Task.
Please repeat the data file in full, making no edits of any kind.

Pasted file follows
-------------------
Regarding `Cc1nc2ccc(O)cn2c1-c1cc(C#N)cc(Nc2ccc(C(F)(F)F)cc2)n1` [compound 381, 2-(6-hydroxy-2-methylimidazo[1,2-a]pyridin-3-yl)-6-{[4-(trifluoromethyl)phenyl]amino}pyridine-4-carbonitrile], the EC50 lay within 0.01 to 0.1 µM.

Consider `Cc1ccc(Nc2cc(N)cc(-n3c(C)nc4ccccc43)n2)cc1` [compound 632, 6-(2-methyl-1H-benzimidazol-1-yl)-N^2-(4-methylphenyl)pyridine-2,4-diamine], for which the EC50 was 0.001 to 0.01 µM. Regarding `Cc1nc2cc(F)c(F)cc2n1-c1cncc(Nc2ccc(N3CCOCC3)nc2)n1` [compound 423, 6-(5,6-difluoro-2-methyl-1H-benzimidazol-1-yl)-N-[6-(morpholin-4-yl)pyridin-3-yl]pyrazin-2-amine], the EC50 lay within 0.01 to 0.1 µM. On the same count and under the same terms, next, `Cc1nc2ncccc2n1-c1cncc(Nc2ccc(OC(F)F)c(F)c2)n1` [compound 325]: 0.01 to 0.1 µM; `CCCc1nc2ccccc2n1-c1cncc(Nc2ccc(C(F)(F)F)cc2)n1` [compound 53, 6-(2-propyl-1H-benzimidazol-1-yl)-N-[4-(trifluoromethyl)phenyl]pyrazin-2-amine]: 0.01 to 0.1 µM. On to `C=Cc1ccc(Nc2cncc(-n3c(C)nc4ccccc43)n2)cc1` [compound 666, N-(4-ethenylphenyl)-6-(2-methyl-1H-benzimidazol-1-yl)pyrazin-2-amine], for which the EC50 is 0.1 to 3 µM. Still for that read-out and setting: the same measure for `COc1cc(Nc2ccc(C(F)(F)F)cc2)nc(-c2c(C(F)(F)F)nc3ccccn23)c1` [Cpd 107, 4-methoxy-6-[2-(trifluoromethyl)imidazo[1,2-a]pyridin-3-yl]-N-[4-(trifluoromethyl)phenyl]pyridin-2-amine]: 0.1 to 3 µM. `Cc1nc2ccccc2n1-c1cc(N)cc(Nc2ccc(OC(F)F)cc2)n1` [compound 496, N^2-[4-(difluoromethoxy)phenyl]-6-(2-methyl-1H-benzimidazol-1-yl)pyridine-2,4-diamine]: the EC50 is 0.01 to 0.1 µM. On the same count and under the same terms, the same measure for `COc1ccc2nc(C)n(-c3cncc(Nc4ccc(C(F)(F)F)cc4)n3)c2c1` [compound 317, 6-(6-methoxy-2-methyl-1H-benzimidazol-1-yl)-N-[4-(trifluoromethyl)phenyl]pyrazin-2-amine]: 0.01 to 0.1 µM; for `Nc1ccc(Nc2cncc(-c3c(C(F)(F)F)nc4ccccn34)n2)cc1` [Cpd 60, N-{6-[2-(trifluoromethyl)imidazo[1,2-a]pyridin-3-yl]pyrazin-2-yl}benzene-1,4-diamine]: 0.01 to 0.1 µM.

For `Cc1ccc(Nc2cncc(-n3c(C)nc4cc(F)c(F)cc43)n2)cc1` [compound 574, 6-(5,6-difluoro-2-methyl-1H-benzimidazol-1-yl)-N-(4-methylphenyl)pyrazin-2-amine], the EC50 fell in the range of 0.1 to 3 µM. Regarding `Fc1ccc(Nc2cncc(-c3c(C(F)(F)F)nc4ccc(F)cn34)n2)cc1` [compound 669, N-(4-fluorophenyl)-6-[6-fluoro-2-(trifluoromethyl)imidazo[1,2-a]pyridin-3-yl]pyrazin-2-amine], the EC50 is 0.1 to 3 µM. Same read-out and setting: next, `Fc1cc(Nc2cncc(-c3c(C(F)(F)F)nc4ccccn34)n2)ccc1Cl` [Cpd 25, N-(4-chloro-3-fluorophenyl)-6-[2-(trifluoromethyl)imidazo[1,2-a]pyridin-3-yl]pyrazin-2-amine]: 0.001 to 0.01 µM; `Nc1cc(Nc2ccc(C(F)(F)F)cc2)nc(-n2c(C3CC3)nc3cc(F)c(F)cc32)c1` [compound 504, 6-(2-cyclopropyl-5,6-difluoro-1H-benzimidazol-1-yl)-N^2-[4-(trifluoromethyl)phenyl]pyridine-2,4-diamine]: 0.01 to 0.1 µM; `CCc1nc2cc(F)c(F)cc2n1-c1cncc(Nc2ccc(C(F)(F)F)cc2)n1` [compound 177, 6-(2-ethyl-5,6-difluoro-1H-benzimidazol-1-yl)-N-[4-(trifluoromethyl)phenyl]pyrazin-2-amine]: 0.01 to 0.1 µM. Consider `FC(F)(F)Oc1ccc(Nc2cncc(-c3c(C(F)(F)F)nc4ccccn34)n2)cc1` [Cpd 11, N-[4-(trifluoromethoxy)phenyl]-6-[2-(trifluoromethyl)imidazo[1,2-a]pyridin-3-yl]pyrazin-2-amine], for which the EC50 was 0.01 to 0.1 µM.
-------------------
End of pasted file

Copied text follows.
Regarding `Cc1nc2ccc(O)cn2c1-c1cc(C#N)cc(Nc2ccc(C(F)(F)F)cc2)n1` [compound 381, 2-(6-hydroxy-2-methylimidazo[1,2-a]pyridin-3-yl)-6-{[4-(trifluoromethyl)phenyl]amino}pyridine-4-carbonitrile], the EC50 lay within 0.01 to 0.1 µM.

Consider `Cc1ccc(Nc2cc(N)cc(-n3c(C)nc4ccccc43)n2)cc1` [compound 632, 6-(2-methyl-1H-benzimidazol-1-yl)-N^2-(4-methylphenyl)pyridine-2,4-diamine], for which the EC50 was 0.001 to 0.01 µM. Regarding `Cc1nc2cc(F)c(F)cc2n1-c1cncc(Nc2ccc(N3CCOCC3)nc2)n1` [compound 423, 6-(5,6-difluoro-2-methyl-1H-benzimidazol-1-yl)-N-[6-(morpholin-4-yl)pyridin-3-yl]pyrazin-2-amine], the EC50 lay within 0.01 to 0.1 µM. On the same count and under the same terms, next, `Cc1nc2ncccc2n1-c1cncc(Nc2ccc(OC(F)F)c(F)c2)n1` [compound 325]: 0.01 to 0.1 µM; `CCCc1nc2ccccc2n1-c1cncc(Nc2ccc(C(F)(F)F)cc2)n1` [compound 53, 6-(2-propyl-1H-benzimidazol-1-yl)-N-[4-(trifluoromethyl)phenyl]pyrazin-2-amine]: 0.01 to 0.1 µM. On to `C=Cc1ccc(Nc2cncc(-n3c(C)nc4ccccc43)n2)cc1` [compound 666, N-(4-ethenylphenyl)-6-(2-methyl-1H-benzimidazol-1-yl)pyrazin-2-amine], for which the EC50 is 0.1 to 3 µM. Still for that read-out and setting: the same measure for `COc1cc(Nc2ccc(C(F)(F)F)cc2)nc(-c2c(C(F)(F)F)nc3ccccn23)c1` [Cpd 107, 4-methoxy-6-[2-(trifluoromethyl)imidazo[1,2-a]pyridin-3-yl]-N-[4-(trifluoromethyl)phenyl]pyridin-2-amine]: 0.1 to 3 µM. `Cc1nc2ccccc2n1-c1cc(N)cc(Nc2ccc(OC(F)F)cc2)n1` [compound 496, N^2-[4-(difluoromethoxy)phenyl]-6-(2-methyl-1H-benzimidazol-1-yl)pyridine-2,4-diamine]: the EC50 is 0.01 to 0.1 µM. On the same count and under the same terms, the same measure for `COc1ccc2nc(C)n(-c3cncc(Nc4ccc(C(F)(F)F)cc4)n3)c2c1` [compound 317, 6-(6-methoxy-2-methyl-1H-benzimidazol-1-yl)-N-[4-(trifluoromethyl)phenyl]pyrazin-2-amine]: 0.01 to 0.1 µM; for `Nc1ccc(Nc2cncc(-c3c(C(F)(F)F)nc4ccccn34)n2)cc1` [Cpd 60, N-{6-[2-(trifluoromethyl)imidazo[1,2-a]pyridin-3-yl]pyrazin-2-yl}benzene-1,4-diamine]: 0.01 to 0.1 µM.

For `Cc1ccc(Nc2cncc(-n3c(C)nc4cc(F)c(F)cc43)n2)cc1` [compound 574, 6-(5,6-difluoro-2-methyl-1H-benzimidazol-1-yl)-N-(4-methylphenyl)pyrazin-2-amine], the EC50 fell in the range of 0.1 to 3 µM. Regarding `Fc1ccc(Nc2cncc(-c3c(C(F)(F)F)nc4ccc(F)cn34)n2)cc1` [compound 669, N-(4-fluorophenyl)-6-[6-fluoro-2-(trifluoromethyl)imidazo[1,2-a]pyridin-3-yl]pyrazin-2-amine], the EC50 is 0.1 to 3 µM. Same read-out and setting: next, `Fc1cc(Nc2cncc(-c3c(C(F)(F)F)nc4ccccn34)n2)ccc1Cl` [Cpd 25, N-(4-chloro-3-fluorophenyl)-6-[2-(trifluoromethyl)imidazo[1,2-a]pyridin-3-yl]pyrazin-2-amine]: 0.001 to 0.01 µM; `Nc1cc(Nc2ccc(C(F)(F)F)cc2)nc(-n2c(C3CC3)nc3cc(F)c(F)cc32)c1` [compound 504, 6-(2-cyclopropyl-5,6-difluoro-1H-benzimidazol-1-yl)-N^2-[4-(trifluoromethyl)phenyl]pyridine-2,4-diamine]: 0.01 to 0.1 µM; `CCc1nc2cc(F)c(F)cc2n1-c1cncc(Nc2ccc(C(F)(F)F)cc2)n1` [compound 177, 6-(2-ethyl-5,6-difluoro-1H-benzimidazol-1-yl)-N-[4-(trifluoromethyl)phenyl]pyrazin-2-amine]: 0.01 to 0.1 µM. Consider `FC(F)(F)Oc1ccc(Nc2cncc(-c3c(C(F)(F)F)nc4ccccn34)n2)cc1` [Cpd 11, N-[4-(trifluoromethoxy)phenyl]-6-[2-(trifluoromethyl)imidazo[1,2-a]pyridin-3-yl]pyrazin-2-amine], for which the EC50 was 0.01 to 0.1 µM.